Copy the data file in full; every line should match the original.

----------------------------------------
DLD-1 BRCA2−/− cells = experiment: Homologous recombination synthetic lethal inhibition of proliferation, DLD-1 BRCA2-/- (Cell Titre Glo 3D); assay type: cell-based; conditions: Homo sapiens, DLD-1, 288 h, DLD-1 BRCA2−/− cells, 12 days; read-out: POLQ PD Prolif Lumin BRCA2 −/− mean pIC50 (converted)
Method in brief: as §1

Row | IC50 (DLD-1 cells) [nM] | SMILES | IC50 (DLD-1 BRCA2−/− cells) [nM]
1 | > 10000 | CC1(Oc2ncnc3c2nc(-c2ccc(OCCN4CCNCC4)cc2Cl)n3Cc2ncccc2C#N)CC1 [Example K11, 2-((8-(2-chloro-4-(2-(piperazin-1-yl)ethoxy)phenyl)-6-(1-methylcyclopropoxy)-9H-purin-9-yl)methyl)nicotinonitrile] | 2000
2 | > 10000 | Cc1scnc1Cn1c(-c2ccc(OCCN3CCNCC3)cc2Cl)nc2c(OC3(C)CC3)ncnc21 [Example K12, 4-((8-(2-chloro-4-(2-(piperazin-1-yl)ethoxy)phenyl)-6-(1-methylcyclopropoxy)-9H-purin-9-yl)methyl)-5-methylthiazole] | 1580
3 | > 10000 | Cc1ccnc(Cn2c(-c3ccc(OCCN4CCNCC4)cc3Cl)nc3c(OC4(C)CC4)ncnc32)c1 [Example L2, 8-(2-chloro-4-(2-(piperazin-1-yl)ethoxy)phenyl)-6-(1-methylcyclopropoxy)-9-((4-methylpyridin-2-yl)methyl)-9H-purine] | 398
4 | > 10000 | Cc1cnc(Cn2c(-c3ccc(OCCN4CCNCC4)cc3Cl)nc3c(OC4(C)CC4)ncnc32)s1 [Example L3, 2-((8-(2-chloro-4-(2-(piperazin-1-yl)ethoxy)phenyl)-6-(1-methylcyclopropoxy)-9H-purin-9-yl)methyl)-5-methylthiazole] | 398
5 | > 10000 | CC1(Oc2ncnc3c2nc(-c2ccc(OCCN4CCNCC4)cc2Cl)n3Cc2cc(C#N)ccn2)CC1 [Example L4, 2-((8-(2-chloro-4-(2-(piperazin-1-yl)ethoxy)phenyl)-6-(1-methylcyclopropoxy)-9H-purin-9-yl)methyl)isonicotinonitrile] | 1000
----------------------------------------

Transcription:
DLD-1 BRCA2−/− cells = experiment: Homologous recombination synthetic lethal inhibition of proliferation, DLD-1 BRCA2-/- (Cell Titre Glo 3D); assay type: cell-based; conditions: Homo sapiens, DLD-1, 288 h, DLD-1 BRCA2−/− cells, 12 days; read-out: POLQ PD Prolif Lumin BRCA2 −/− mean pIC50 (converted)
Method in brief: as §1

Row | IC50 (DLD-1 cells) [nM] | SMILES | IC50 (DLD-1 BRCA2−/− cells) [nM]
1 | > 10000 | CC1(Oc2ncnc3c2nc(-c2ccc(OCCN4CCNCC4)cc2Cl)n3Cc2ncccc2C#N)CC1 [Example K11, 2-((8-(2-chloro-4-(2-(piperazin-1-yl)ethoxy)phenyl)-6-(1-methylcyclopropoxy)-9H-purin-9-yl)methyl)nicotinonitrile] | 2000
2 | > 10000 | Cc1scnc1Cn1c(-c2ccc(OCCN3CCNCC3)cc2Cl)nc2c(OC3(C)CC3)ncnc21 [Example K12, 4-((8-(2-chloro-4-(2-(piperazin-1-yl)ethoxy)phenyl)-6-(1-methylcyclopropoxy)-9H-purin-9-yl)methyl)-5-methylthiazole] | 1580
3 | > 10000 | Cc1ccnc(Cn2c(-c3ccc(OCCN4CCNCC4)cc3Cl)nc3c(OC4(C)CC4)ncnc32)c1 [Example L2, 8-(2-chloro-4-(2-(piperazin-1-yl)ethoxy)phenyl)-6-(1-methylcyclopropoxy)-9-((4-methylpyridin-2-yl)methyl)-9H-purine] | 398
4 | > 10000 | Cc1cnc(Cn2c(-c3ccc(OCCN4CCNCC4)cc3Cl)nc3c(OC4(C)CC4)ncnc32)s1 [Example L3, 2-((8-(2-chloro-4-(2-(piperazin-1-yl)ethoxy)phenyl)-6-(1-methylcyclopropoxy)-9H-purin-9-yl)methyl)-5-methylthiazole] | 398
5 | > 10000 | CC1(Oc2ncnc3c2nc(-c2ccc(OCCN4CCNCC4)cc2Cl)n3Cc2cc(C#N)ccn2)CC1 [Example L4, 2-((8-(2-chloro-4-(2-(piperazin-1-yl)ethoxy)phenyl)-6-(1-methylcyclopropoxy)-9H-purin-9-yl)methyl)isonicotinonitrile] | 1000